When, if ever, will we eat lab-grown meat? It's still early enough in 2014 for predictions of the year to come, and late 2013 saw the unveiling of the world's first hamburger made of laboratory-cultured animal protein, leading to a frenzy of journalistic coverage and even one short article that collected past predictions for when “cultured meat” might reach supermarket shelves. (“Cultured meat” is the term of preference among the substance's promoters, over “schmeat,” “lab meat,” and of course “frankenmeat.”)

Those skeptical about the viability of meat grown in laboratories can look back with satisfaction at a long history of “foods of the future” that never came to pass: the nineteenth century boasted fantasies of meals-in-a-pill, fantasies that persisted into the Jetsons visions of mid-twentieth-century America, and cultured meat was itself dreamed about many decades ago. 
The mandatory citation is to Winston Churchill, who in his “Fifty Years Hence” of 1932 imagined a 1982 of artificial chicken that would be more efficient because one would no longer have to grow an entire bird, but just the breast. Indeed, the thought of avoiding the inefficiency and waste – not to mention the impressive environmental damage – of animal agriculture, is one of the driving ideas of cultured meat research.

The 1980s did give us cyberpunk fiction and its dismal predictions about the future of food – William Gibson is one of the many science fiction writers to mention artificial meat in a less optimistic register, and Margaret Atwood may be the contemporary author best known for it – but Churchill's predictions, like those of so many others, came to naught. And there are commentators who think that cultured meat will never really happen, either because of insuperable technical challenges or the impossibility of producing the substance cheaply enough. 

Literally predicting the future of cultured meat is of course impossible, but since August 2013's hamburger demonstration in London, where the work of Professor Mark Post's laboratory was unveiled, speculations have abounded. There are conferences and symposia on cultured meat, and the Dutch arts collective Next Nature is producing a Cultured Meat Cookbook  – actually a project meant to grow the conversation, rather than provide cooking instructions for an as-yet-unavailable ingredient.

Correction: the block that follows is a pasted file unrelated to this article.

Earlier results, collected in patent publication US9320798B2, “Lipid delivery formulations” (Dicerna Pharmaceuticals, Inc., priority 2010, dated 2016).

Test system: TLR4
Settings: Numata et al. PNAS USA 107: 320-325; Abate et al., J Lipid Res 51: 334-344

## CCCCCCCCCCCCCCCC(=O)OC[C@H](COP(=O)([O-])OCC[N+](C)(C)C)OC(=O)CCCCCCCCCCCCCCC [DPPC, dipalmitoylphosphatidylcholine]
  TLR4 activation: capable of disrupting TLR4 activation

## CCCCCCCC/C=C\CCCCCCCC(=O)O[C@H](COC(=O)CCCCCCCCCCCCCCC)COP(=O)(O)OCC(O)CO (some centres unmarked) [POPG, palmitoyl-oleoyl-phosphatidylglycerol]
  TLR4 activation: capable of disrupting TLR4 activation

The organization New Harvest acts as a hub connecting researchers and other interested parties, and encouraging discussions of cultured meat. We're in what Disney would call the “Imagineering” stage, in other words, and some of Silicon Valley's biggest investors are starting to contribute to the cause. If true prediction is beyond our powers, a few things do seem certain, and we can clear up a few misconceptions about cultured meat now:

  • Cultured meat is not going to appear on your supermarket shelves in 2014. Or in 2015. While no prediction is reliable, the most wildly optimistic promoters of the technology don't think it will reach markets for another ten years. Twenty seems more likely.
  • Cultured meat is animal flesh based on real animal cells, not fully synthetic or based on vegetable protein (but vegetable meat substitutes are also reaching new and impressive levels of development) The process by which cultured meat is made, is somewhat complex (you can watch a cartoon, produced for Mark Post's group, here).
  • While no animals need to be killed to harvest the cells used for cultured meat, current techniques also employ serum taken from fetal animals – truly kill-free meat would be possible if scientists devised a substitute, and some think that this is possible.

If cultured meat is very much an “emerging” technology, the creation of which demands that scientists overcome serious technical challenges and that marketers convince a skeptical public to overcome their inevitable “yuck factor,” there are reasons why scientists, entrepreneurs and pundits keep pushing.

For some, cultured meat promises a world in which animals need not die in the vast numbers they now do, for our nutrition and pleasure. In 2008 PETA announced a $1 Million prize that would go to the first group that brought a convincing chicken nugget substitute to market – with a close date of 2012 (now extended to March 4, 2014) for the contest.

Others are motivated by the high environmental cost of animal agriculture, which produces a staggering amount of pollution and uses land inefficiently. Experts expect meat consumption to increase with global population growth, creating more demand for meat and entailing greater and greater environmental costs. By growing meat in laboratories rather than on the hoof, much of that could be avoided.

Thus if the real future of cultured meat is inscrutable, it is easy to see why we might reach for dreams of safe, kill-free beef, chicken, pork or fish. Many of us eat well in Los Angeles – so well, in fact, that it can be hard to remember that our food infrastructure is strained to the breaking point, and the future needs all the help it can get.  

Want more Squid Ink? Follow us on Twitter or like us on FacebookBen tweets at @benwurgaft, conducts research on lab-grown meat at MIT, and writes at East Side L.A. cafes. His work can be found in Gastronomica, Meatpaper and other publications. 

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